John H. Sheally II
The former English teacher, who has overcome episodes of MS, says one of the lessons of Mt. Airy is that “we need to live our lives in the spirit of cooperation with others.”
Mt. Airy, N.C.’s “other star,” country singer and author Donna Fargo, has overcome lots of adversity since her 1972 chart-topping hit, and still approaches every day with a smile.
The happiest town in the whole USA? Look in the North Carolina mountains for Mt. Airy, hometown of singer/songwriter Donna Fargo.
Her “Happiest Girl in the Whole USA” topped the pop and country charts in 1972 and helped pave the way for other women in the music business.
And over the nearly 40 years since, Fargo has lived the song’s sentiment. She has battled multiple sclerosis since 1978 when the doctors gave her five years to live. She recovered in four months.
“We tend to put doctors on pedestals – you have to take them with a grain of salt,” she says. “I learned a long time ago that if someone tells me no, I’ll just find a way to do it.”
Another MS episode in 1990 required an18-month recuperation. Today, she and her husband/manager Stan Silver watch vigilantly for the onset of perhaps another episode.
“Now I find joy in being alive,” she says. “I’m grateful to wake up every morning.”
That positive outlook reaches back to when she was a high school girl named Yvonne Vaughn. She left Mt. Airy for California the day after she graduated from high school, but the town and people she credits with forming her life and personality never left her.
PHOTOGRAPHER JOHN SHEALLY AND I are sitting with Fargo, Silver and a few hometown friends in Pandowdy’s, a café in Mt. Airy, the prototype town for the iconic Mayberry from the classic 1960s “The Andy Griffith Show.”
Griffith is Mt. Airy’s other celebrity native.
Fargo and Silver are visiting between appearances and have already met with officials finalizing plans for the ceremony renaming a 5.8-mile section of N.C. 103 “Donna Fargo Highway.”
“Every time Donna’s back in town a crowd gathers,” says Yvonne Vaughn, a long-time friend and director of the Gilmer-Smith Foundation. And sure enough, friends and acquaintances stream in, stopping to chat, pitch a song or just reminisce a bit.
“Happens every time,” says Fargo’s aunt, Jean Rehberg, who’s watching the scene with a knowing smile from the chair next to me.
Fargo has her own smile for everyone and often a hug. Hard to believe she’s the loner she claims to be.
“You can’t be that way on stage,” she says. “But I have to have quiet time, I’m into self analysis, have always searched myself.”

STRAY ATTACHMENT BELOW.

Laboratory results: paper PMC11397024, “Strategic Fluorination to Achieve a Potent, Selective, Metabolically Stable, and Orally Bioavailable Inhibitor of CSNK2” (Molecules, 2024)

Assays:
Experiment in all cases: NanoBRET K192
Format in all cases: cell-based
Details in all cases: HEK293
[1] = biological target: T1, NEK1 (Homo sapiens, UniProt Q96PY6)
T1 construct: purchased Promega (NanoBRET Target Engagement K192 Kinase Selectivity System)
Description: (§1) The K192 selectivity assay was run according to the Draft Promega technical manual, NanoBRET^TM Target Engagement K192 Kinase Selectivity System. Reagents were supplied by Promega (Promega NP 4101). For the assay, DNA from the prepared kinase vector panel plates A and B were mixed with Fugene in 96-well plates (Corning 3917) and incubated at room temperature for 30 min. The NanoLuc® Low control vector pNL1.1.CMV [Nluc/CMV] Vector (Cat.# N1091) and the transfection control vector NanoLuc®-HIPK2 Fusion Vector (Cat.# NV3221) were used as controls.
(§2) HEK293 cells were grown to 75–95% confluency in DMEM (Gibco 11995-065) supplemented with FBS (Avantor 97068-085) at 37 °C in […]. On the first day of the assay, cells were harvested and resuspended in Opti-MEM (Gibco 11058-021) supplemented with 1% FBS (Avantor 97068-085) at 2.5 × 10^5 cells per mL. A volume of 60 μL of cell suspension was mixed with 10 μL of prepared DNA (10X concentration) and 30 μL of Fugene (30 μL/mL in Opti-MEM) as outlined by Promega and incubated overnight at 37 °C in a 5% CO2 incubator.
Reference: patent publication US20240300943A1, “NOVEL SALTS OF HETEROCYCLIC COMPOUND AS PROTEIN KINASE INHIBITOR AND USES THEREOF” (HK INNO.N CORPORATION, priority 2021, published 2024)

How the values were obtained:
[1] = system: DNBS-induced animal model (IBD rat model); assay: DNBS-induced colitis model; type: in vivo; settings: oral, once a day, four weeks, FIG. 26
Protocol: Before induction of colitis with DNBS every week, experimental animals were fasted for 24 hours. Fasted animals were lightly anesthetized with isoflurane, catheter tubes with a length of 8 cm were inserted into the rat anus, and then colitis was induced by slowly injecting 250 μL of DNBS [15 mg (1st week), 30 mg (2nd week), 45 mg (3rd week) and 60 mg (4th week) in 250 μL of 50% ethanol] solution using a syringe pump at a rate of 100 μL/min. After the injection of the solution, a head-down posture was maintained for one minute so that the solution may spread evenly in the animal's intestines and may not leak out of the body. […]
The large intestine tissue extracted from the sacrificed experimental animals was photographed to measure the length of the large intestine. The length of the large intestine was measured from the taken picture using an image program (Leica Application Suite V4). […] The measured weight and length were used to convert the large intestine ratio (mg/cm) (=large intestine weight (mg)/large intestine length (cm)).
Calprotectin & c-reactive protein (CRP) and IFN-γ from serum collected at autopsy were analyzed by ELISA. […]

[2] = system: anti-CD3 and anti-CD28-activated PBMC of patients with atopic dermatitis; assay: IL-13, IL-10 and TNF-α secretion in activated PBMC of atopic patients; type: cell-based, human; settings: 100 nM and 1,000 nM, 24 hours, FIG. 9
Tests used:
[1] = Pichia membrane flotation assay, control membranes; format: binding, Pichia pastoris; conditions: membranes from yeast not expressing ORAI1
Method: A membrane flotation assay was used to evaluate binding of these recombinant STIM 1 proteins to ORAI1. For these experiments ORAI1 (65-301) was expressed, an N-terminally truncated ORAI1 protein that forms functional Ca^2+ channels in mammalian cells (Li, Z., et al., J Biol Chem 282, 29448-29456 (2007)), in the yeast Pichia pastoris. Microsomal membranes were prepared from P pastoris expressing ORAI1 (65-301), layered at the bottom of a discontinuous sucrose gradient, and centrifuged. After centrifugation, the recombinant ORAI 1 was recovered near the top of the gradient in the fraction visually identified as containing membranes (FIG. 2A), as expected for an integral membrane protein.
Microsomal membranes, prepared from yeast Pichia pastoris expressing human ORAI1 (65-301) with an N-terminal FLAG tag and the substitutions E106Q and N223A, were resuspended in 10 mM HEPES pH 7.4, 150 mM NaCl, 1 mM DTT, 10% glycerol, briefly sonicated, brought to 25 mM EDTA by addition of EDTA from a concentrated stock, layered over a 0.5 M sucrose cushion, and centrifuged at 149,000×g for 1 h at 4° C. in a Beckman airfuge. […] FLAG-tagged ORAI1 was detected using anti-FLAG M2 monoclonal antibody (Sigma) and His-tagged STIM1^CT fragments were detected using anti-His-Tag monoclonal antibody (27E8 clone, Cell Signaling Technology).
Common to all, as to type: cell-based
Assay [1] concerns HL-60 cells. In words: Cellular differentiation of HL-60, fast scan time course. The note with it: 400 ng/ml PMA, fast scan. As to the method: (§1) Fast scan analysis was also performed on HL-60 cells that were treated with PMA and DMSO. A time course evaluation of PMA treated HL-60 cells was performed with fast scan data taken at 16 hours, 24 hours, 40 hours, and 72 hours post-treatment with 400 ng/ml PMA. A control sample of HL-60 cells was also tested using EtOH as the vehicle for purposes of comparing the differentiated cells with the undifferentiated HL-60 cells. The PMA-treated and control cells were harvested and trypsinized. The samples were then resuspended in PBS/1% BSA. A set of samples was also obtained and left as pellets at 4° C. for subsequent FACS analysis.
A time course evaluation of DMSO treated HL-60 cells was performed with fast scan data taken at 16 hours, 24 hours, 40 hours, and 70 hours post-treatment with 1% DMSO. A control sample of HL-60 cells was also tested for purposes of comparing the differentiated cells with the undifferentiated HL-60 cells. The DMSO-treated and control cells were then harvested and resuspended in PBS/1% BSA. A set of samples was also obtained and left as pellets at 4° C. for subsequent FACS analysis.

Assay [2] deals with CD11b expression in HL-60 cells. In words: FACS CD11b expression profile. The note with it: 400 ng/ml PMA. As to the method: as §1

Fargo’s brunette curls are tucked into a ball cap, she wears plenty of pink and white jewelry and her favorite white shirt over light chambray jeans and high-heeled Lucite sandals – country, Nashville style.
But the artifice fades into downhome charm when she hitches up her waistband and confides, “I’m missing my string – usually run a long shoe string through the belt loops to hold my jeans up.”
As we check the lunch specials, a soda straw wrapper sails over the menu and onto my lap. I glance up to see Fargo grinning across from us with all the mischief of the third grader Miss Beasley stood in the corner years ago for talking too much.
Fargo’s life in Mt. Airy was good. She reminisces about her daily stop after school for a Coke and coconut pie at her father’s store, her after-school jobs in the tobacco fields and a dress shop, and the hot dogs at O’Dell’s Sandwich Shop drive-in, still her favorite eatery in Mt. Airy.
“I was one of those girls who sang to the mirror with a hair brush mic,” she says, but Miss Beasley and other teachers inspired her to an education degree, with which she taught English in Covina, Cal., by day and sang in local clubs at night.
Then she met Silver and her career kicked into high gear. By 1972, the year “Happiest Girl” was released, she was happily married to Silver, performing with singer Roy Clark in Las Vegas – and named head of the English department.
“That made Mama and Daddy proud,” she says. “They didn’t think singing was much of a career.”
“When I first went on stage with Roy Clark – he’s such a wonderful storyteller – I didn’t know any stories so I came up with a few school teacher anecdotes,” she says. “I learned a lot from him.”
As we chat Silver quietly reminds her to be careful what she eats. They’ve been married, she says, for “oh, maybe a hundred years, but not long enough.”
After her 1972 music breakthrough Fargo had her own TV show and toured extensively. She’s written more songs than she can remember and four short, inspirational books with a fifth to be released.
Her most recent recording, the 2008 “We Can Do Better in America,” is a call for the country to pull together.
“We need to live our lives in the spirit of cooperation with others,” Fargo says. “I learned that here in Mt. Airy – that’s the joy and charm of small towns.”
Last fall, the Mt. Airy Museum of Regional History opened an expansive Donna Fargo exhibit that includes many of her awards, photographs and glitzy stage outfits she donated to the museum.
“Here I have a place to keep so many of the things that are very special to me,” she says.